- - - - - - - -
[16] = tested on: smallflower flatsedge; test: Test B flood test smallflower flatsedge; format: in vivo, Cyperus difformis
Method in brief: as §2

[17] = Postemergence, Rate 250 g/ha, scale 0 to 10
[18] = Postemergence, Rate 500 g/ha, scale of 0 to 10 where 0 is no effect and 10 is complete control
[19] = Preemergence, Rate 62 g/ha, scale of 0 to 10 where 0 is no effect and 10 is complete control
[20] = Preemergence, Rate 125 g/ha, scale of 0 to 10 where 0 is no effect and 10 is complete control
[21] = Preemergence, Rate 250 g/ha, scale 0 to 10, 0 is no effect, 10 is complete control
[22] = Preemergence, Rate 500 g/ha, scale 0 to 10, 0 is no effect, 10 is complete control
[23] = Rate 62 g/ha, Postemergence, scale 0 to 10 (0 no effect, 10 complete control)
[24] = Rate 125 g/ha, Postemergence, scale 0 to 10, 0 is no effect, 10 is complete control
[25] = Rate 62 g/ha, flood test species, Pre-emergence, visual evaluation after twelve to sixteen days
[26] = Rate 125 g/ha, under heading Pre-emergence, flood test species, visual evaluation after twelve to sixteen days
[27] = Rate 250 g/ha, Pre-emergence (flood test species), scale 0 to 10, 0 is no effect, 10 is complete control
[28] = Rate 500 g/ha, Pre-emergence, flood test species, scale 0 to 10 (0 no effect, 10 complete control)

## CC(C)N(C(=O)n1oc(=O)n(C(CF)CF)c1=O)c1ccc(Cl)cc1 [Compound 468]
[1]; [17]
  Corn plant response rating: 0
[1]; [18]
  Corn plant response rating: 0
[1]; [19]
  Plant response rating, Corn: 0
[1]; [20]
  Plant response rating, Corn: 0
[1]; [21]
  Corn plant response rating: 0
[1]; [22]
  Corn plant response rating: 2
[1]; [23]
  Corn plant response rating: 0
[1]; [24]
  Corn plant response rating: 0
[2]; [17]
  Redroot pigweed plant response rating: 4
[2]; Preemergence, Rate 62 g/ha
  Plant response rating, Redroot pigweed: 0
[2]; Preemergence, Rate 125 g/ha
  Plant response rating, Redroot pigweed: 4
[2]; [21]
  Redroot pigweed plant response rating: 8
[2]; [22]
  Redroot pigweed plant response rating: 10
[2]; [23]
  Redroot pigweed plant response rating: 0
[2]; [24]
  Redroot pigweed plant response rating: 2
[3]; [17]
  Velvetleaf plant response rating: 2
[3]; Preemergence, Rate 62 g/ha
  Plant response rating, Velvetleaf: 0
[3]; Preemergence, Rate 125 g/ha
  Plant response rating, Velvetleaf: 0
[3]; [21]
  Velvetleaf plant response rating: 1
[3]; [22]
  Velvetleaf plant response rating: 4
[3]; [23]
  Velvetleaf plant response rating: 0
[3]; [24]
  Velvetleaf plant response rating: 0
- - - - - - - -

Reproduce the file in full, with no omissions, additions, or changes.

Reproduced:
[16] = tested on: smallflower flatsedge; test: Test B flood test smallflower flatsedge; format: in vivo, Cyperus difformis
Method in brief: as §2

[17] = Postemergence, Rate 250 g/ha, scale 0 to 10
[18] = Postemergence, Rate 500 g/ha, scale of 0 to 10 where 0 is no effect and 10 is complete control
[19] = Preemergence, Rate 62 g/ha, scale of 0 to 10 where 0 is no effect and 10 is complete control
[20] = Preemergence, Rate 125 g/ha, scale of 0 to 10 where 0 is no effect and 10 is complete control
[21] = Preemergence, Rate 250 g/ha, scale 0 to 10, 0 is no effect, 10 is complete control
[22] = Preemergence, Rate 500 g/ha, scale 0 to 10, 0 is no effect, 10 is complete control
[23] = Rate 62 g/ha, Postemergence, scale 0 to 10 (0 no effect, 10 complete control)
[24] = Rate 125 g/ha, Postemergence, scale 0 to 10, 0 is no effect, 10 is complete control
[25] = Rate 62 g/ha, flood test species, Pre-emergence, visual evaluation after twelve to sixteen days
[26] = Rate 125 g/ha, under heading Pre-emergence, flood test species, visual evaluation after twelve to sixteen days
[27] = Rate 250 g/ha, Pre-emergence (flood test species), scale 0 to 10, 0 is no effect, 10 is complete control
[28] = Rate 500 g/ha, Pre-emergence, flood test species, scale 0 to 10 (0 no effect, 10 complete control)

## CC(C)N(C(=O)n1oc(=O)n(C(CF)CF)c1=O)c1ccc(Cl)cc1 [Compound 468]
[1]; [17]
  Corn plant response rating: 0
[1]; [18]
  Corn plant response rating: 0
[1]; [19]
  Plant response rating, Corn: 0
[1]; [20]
  Plant response rating, Corn: 0
[1]; [21]
  Corn plant response rating: 0
[1]; [22]
  Corn plant response rating: 2
[1]; [23]
  Corn plant response rating: 0
[1]; [24]
  Corn plant response rating: 0
[2]; [17]
  Redroot pigweed plant response rating: 4
[2]; Preemergence, Rate 62 g/ha
  Plant response rating, Redroot pigweed: 0
[2]; Preemergence, Rate 125 g/ha
  Plant response rating, Redroot pigweed: 4
[2]; [21]
  Redroot pigweed plant response rating: 8
[2]; [22]
  Redroot pigweed plant response rating: 10
[2]; [23]
  Redroot pigweed plant response rating: 0
[2]; [24]
  Redroot pigweed plant response rating: 2
[3]; [17]
  Velvetleaf plant response rating: 2
[3]; Preemergence, Rate 62 g/ha
  Plant response rating, Velvetleaf: 0
[3]; Preemergence, Rate 125 g/ha
  Plant response rating, Velvetleaf: 0
[3]; [21]
  Velvetleaf plant response rating: 1
[3]; [22]
  Velvetleaf plant response rating: 4
[3]; [23]
  Velvetleaf plant response rating: 0
[3]; [24]
  Velvetleaf plant response rating: 0